Unitary taxation would make it harder to dodge tax.
Anti-tax-evasion campaigners have praised Labour’s manifesto commitment to making multinational companies pay tax based on where they employ workers and do business – rather than where they say their headquarters is.
The ‘Funding Real Change’ section of the manifesto promises Labour would introduce something called ‘unitary taxation’ of multinational companies.
Anti-tax-avoidance campaign group Tax Justice Network celebrated this commitment and explained what unitary taxation is.
Their chief executive Alex Cobham said: “We celebrate this commitment to a unitary tax approach, the first from a major political party in one of the world’s leading economies.”
“Unitary taxation offers a reprogramming of the tax system which would reduce corporate tax abuse at a stroke. This once-radical idea is now the subject of discussions at the OECD, and the UK could play a leading role in driving towards international consensus – as well as benefiting from an additional £6bn or more in UK revenues each year.”
“When multinational corporations abuse their tax responsibilities to society, they weaken the supports that our economy needs to work well and create wealth.”
“A unitary approach to tax means we can finally make sure multinational corporations contribute tax based on where they employ workers and do business, not where they rent letter-boxes and hide ledgers.”
“By ensuring multinational corporations pay their fair share locally for the wealth created locally by people’s work, we can strengthen our economy to run smoothly and make a good life possible for everyone.”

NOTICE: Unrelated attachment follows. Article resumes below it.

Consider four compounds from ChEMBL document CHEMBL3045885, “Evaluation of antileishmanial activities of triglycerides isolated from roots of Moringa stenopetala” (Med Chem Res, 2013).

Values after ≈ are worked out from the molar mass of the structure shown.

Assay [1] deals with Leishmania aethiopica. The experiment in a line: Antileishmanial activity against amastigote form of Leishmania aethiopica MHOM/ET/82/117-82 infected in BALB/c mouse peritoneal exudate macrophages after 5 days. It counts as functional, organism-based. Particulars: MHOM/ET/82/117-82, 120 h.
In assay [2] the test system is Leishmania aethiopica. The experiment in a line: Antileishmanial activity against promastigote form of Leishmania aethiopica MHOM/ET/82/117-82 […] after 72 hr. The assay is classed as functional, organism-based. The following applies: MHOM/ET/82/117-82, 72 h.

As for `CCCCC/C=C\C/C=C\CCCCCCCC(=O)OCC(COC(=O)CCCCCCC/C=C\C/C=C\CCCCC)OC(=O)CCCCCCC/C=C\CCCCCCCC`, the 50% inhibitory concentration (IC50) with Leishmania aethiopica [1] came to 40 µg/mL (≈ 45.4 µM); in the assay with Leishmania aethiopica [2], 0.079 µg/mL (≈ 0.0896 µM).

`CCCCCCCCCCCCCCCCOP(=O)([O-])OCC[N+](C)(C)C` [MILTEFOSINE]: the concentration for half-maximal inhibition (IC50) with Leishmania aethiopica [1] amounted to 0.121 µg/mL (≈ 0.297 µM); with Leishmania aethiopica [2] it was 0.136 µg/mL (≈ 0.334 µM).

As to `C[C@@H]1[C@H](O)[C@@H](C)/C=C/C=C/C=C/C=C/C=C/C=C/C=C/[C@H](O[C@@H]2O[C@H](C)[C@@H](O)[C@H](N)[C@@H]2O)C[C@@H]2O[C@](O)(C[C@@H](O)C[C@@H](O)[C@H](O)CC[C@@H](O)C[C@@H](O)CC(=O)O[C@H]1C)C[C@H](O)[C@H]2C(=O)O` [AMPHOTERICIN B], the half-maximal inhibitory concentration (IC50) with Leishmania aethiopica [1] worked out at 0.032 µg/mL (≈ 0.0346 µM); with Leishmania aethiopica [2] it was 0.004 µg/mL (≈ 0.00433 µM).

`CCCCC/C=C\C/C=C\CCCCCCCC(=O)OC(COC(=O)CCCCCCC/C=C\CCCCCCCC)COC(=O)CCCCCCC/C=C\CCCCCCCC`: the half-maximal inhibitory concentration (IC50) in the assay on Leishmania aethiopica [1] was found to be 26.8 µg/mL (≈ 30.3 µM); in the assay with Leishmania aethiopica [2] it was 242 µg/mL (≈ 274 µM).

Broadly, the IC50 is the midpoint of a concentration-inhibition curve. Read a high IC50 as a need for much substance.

The party estimate that, by the end of the next parliament, this would bring in £6.3bn. Tax Justice Network say this is a conservative estimate. Based on the research of Proffessor Sol Piccciotto and Daniel Bertosso, the upper estimate is £14bn.
Tax Justice Network said it was possible to enforce unitary tax without other countries adopting it and that the UK doing so may set a precedent other countries would follow.
On the question of whether multinationals would stop doing business in the UK, Tax Justice Network said:
“Multinationals operate in the UK because they make money in the UK. A distribution of some percentage of that profit towards the UK exchequer, just as any domestic business makes, doesn’t stop it being profitable to operate in the country.”
“While there would no doubt continue to be a lot of work from professional service firms including accountants and lawyers trying to game the system, unitary tax offers a much simpler way to determine taxable profit than the current rules and so is likely to be much less open to abuse.”
In its manifesto, the Labour party also said that “corporate tax dodgers have had a free ride for too long” and pledged to “launch the biggest ever crackdown on tax avoidance and evasion”.
Specificially, it pledged to make tax compliance a factor in which private companies the state choses to buy goods and services from and it also promised to ban political donations from tax avoiders and tax evaders.
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